- Equipment room – It is a centralized location that houses equipment and wiring consolidation points.
- Telecommunications room – This is an enclosed area that houses your telecommunications equipment, cable terminations, cross-connects, and distribution frames.
- Backbone cabling – As the name implies, it serves as the foundation of your office cable infrastructure. It interconnects entrance facilities, telecommunications rooms, and equipment rooms. This subsystem is used to connect floors and even buildings to one another.
- Horizontal cabling – It is cabling that connects telecommunications information outlets in the work area (where devices and computers connect to the network) and horizontal cross-connect in the telecommunications room. This cabling is typically routed above the ceiling or below the floor.
- Work area – This refers to the area where end-user equipment like computers, printers, and phones are located.
What are the commonly used cables in structured cabling?
Not all cables are the same. Expect to see the following cable types in your network infrastructure:
- Fiber optic cabling – These are optical fibers made of silicone or plastic that carry signals and images. The two most common types of fiber optic cables are single mode & multimode.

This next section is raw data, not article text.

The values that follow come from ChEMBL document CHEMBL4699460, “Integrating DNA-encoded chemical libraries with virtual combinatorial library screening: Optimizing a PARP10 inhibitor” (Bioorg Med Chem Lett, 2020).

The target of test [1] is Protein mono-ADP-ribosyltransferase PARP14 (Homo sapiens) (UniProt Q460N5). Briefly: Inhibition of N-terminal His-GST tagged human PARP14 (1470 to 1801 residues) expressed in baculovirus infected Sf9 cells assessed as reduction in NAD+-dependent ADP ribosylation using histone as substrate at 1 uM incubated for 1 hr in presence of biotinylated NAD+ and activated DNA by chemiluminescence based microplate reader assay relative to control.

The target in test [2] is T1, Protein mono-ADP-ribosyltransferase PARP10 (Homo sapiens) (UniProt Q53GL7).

- Twisted pair cabling – These are your regular phone cables. These come in shielded (STP) and unshielded (UTP) versions, with the former providing protection against electromagnetic interference and crosstalk. The most common types of twisted pair cabling today are Cat5e, Cat6 & Cat6a.
- Coaxial cabling – These are cables that carry high-frequency electrical signals with low loss typically used for cable TV, phones, broadband internet, and for connecting radio transmitters to antennas. The most common types of coax cabling today are RG-59 & RG-6.
What are the benefits of structured cabling?
Structured cabling makes repairs and maintenance faster for IT personnel, so you spend less on outside specialist help. It also helps optimize equipment and network performance, so you’re not wasting money on extra tools and services to improve bandwidth.
A smart network design allows your IT team to respond quickly to problems and rectify issues to avoid extended downtime. It even allows your IT personnel to address network needs without disrupting your usual operations.
Consistency of design
Design consistency takes the guesswork out of the equation, allowing you to quickly identify bottlenecks and inefficiencies in your network. Furthermore, it ensures that any new members of your IT team can quickly get up to speed with their network management tasks.
Outsource your cabling infrastructure needs to Ohio’s trusted cabling expert, North Shore Technologies. We’ll guide you through the whole process and provide you with all the answers you need. Contact us today to learn more.